21. Flagwaver says:

    I know I will cause a number of damp monitors, but…

    Does this mean Bush still lied? Or will Obama admit the large empty warehouses with a single mustard gas mortar round in Iraq might have held chemical weapons like SADDAM said?

  22. Adirondack Patriot says:

    President “Stand Down” did nothing when Americans were under fire and killed in Benghazi. Why should he send in troops to protect Syrians from killing Syrians?

  23. DefendUSA says:

    Oy. Not again. Those of us who understand what “WMD” really are, also understand that Hussein used and moved it way back before the shit hit the fan.
    You will never explain to someone who still wants to blame Bush for everything terroristic, (and economy related for that matter)that WMD’s are not just nuclear bombs. That’s what the left would like people to think.
    I reiterate…NBC…Nuclear, Biological, Chemical. All or the sum of them kill. I wish some people would stop being so frigging obtuse.

  24. martinjmpr says:

    I’m amused at the irony of the news media working themselves into a high dudgeon about Assad’s chemical weapons when they bent over backwards to dismiss the concern about Hussein’s. And my irony meter would explode if Obama tried to justify military action on the basis of WMDs, given how furiously Obama’s supporters decried Bush’s actions WRT Iraq.

    Also curious about why this is such a ‘red line?’ Seriously, we’re expected to believe that the “international community” will mobilize if Assad uses CW after they’ve sat on the sidelines while he used all kinds of conventional ones? Why would anyone believe that?

    And what difference does it make, really? Is being shot in the gut and left to die in the street any more pleasant than inhaling nerve agent and doing the “kickin’ chicken?” Or being burned alive by napalm? Or being blasted to pieces by high explosive?

    Dead is dead.

  25. Common Sense says:

    The Obama Admin picked up the phrase “red line” from Netanyahu, thinking it would make them sound tough.

    I don’t think it worked.

    Instead of speak softly and carry a big stick, they’re more about speak loudly and often and have nothing to back it up.

  26. Common Sense says:

    I should say, they have nothing they’re willing to use to back it up.

  27. Rock8 says:

    You are right John, the Western world is clearly to blame. Syria and N. Korea are the last two non-signatories to the Chemical Weapons Convention. The fact that world community KNEW he had & used chemical weapons and did nothing is nearly criminal, especially since we invaded Iraq simply because they didn’t keep any paperwork on their CW destruction (yeah, I know it was a little more than just that). Now we are going to have to clean up this mess and it won’t be pretty.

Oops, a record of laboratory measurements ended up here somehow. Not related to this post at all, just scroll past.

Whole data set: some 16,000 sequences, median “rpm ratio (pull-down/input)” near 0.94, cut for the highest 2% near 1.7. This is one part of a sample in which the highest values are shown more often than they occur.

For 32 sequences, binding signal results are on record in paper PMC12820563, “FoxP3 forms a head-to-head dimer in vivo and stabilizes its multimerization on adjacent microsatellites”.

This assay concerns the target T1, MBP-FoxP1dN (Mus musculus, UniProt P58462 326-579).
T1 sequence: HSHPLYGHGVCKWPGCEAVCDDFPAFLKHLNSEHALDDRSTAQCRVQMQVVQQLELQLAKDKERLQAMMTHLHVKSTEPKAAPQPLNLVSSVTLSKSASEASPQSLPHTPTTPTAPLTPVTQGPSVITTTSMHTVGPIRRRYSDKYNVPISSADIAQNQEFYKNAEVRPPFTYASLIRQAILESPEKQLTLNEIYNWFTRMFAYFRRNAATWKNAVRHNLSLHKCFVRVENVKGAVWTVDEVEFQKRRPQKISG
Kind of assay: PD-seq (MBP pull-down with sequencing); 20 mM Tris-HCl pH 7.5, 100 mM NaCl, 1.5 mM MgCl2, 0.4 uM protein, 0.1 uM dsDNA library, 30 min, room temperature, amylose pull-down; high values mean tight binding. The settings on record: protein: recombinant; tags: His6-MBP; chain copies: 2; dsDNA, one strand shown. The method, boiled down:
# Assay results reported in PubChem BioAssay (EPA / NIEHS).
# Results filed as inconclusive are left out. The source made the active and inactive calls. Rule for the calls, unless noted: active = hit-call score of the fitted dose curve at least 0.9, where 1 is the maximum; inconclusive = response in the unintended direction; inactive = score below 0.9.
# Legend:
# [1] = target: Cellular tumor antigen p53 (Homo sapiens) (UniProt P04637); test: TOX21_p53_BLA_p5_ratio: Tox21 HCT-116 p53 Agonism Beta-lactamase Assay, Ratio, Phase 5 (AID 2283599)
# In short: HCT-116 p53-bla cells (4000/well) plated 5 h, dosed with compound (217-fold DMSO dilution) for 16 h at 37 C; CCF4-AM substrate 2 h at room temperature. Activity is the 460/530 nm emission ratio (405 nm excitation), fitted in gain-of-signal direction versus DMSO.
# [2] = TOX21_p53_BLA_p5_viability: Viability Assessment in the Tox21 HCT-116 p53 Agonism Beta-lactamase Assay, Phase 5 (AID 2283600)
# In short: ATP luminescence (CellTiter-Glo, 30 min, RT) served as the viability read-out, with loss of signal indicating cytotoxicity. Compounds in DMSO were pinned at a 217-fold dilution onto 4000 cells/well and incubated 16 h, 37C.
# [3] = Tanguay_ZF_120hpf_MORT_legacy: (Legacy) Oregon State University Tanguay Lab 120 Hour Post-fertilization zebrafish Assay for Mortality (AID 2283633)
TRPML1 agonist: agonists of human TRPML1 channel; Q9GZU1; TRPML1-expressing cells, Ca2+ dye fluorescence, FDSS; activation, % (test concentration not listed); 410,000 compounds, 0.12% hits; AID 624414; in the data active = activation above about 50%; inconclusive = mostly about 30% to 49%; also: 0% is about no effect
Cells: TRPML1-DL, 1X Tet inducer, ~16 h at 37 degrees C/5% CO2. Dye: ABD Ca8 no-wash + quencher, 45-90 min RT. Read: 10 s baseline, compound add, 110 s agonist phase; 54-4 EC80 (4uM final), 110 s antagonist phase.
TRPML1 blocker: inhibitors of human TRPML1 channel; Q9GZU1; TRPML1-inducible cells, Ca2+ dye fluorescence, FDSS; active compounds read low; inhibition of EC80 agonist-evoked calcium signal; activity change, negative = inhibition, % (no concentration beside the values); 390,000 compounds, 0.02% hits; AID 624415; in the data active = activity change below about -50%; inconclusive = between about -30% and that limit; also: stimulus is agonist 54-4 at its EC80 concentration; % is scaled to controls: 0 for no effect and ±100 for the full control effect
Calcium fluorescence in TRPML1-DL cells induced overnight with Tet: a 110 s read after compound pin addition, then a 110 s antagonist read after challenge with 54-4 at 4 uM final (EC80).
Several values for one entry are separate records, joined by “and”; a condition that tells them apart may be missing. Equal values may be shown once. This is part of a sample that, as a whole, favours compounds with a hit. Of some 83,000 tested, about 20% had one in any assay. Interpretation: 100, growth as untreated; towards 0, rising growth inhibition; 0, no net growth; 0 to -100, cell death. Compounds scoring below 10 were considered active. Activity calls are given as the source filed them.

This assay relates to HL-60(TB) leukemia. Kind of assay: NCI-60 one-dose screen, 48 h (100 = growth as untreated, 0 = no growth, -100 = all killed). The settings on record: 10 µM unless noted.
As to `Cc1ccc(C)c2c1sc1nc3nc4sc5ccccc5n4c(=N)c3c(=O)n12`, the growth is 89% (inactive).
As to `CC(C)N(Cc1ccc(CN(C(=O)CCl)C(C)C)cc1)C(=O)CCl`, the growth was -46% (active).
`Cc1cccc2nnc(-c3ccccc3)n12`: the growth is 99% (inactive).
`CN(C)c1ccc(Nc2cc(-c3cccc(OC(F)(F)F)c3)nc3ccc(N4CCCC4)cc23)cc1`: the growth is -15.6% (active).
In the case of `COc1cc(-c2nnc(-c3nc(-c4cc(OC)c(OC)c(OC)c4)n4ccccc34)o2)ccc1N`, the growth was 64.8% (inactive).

28. Hondo says:

    CI: when Iraq obtained their yellowcake is, bluntly, irrelevant. Stockpiling 550 tons of the stuff with no domestic nuclear power industry or plans for same is IMO prima facie evidence of interest in WMD production – specifically, nuclear WMD.

    Further: while the ISG found no evidence that Iraq moved WMDs to Syria before the 2003 war, it also explicitly stated that (1) many items appeared to have been moved from Iraq to Syria, and (2) they could not rule out the possibility of WMD’s having been among the items moved. Indeed, David Kay (who initially headed the ISG) was of the opinion that exactly this had happened.

    A small WMD stockpile moved to Syria just before hostilities is indeed plausible. Depending on the density of the liquid agent and/or it’s precursor, a single 53′ flatbed trailer could move between 16 and 21 short tons of chemical agent in 55-gal drums. A 2000-ton stockpile would thus require somewhere between 3 and 4 32-truck convoys to move.

    I have no idea whether or not that happened. But given Syria’s past support for Iraq and Hussein’s megalomaniacal nature, I would tend to believe that very likely.

  29. NHSparky says:

    And my irony meter would explode if Obama tried to justify military action on the basis of WMDs, given how furiously Obama’s supporters decried Bush’s actions WRT Iraq.